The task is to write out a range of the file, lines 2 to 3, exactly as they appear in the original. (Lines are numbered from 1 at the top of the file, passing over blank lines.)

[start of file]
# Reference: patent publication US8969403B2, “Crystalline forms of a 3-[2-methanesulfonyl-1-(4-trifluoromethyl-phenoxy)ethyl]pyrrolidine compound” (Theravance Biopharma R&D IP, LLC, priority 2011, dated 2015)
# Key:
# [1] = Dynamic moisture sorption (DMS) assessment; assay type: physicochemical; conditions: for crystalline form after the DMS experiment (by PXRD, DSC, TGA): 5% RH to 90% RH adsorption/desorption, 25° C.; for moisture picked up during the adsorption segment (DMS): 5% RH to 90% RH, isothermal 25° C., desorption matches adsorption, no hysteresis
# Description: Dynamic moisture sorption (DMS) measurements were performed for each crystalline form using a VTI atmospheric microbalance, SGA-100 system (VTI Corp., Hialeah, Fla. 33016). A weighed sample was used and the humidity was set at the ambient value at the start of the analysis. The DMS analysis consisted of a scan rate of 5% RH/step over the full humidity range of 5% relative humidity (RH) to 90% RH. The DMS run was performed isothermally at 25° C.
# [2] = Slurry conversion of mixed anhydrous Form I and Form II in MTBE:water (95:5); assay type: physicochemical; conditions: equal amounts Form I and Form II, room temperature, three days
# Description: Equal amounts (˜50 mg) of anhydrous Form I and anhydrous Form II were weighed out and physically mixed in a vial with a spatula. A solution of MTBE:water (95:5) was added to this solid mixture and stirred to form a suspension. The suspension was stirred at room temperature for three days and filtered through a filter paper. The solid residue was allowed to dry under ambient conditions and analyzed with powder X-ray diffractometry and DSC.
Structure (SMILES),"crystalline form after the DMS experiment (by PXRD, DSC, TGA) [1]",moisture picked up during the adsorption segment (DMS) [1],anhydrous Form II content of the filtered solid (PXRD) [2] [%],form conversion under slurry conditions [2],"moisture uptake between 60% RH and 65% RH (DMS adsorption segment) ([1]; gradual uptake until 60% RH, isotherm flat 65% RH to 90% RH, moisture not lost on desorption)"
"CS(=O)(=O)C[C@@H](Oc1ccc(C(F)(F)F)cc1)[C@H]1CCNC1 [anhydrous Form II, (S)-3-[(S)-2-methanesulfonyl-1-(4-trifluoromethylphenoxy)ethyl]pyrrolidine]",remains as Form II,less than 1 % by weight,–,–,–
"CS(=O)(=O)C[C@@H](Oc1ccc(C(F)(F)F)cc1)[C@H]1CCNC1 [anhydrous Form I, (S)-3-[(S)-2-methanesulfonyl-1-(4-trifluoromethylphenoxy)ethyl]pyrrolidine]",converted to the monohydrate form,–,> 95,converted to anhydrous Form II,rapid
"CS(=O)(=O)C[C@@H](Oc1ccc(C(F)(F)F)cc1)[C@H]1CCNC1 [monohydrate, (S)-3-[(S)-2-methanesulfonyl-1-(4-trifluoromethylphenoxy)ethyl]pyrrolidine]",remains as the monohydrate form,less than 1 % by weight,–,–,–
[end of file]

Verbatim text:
# Key:
# [1] = Dynamic moisture sorption (DMS) assessment; assay type: physicochemical; conditions: for crystalline form after the DMS experiment (by PXRD, DSC, TGA): 5% RH to 90% RH adsorption/desorption, 25° C.; for moisture picked up during the adsorption segment (DMS): 5% RH to 90% RH, isothermal 25° C., desorption matches adsorption, no hysteresis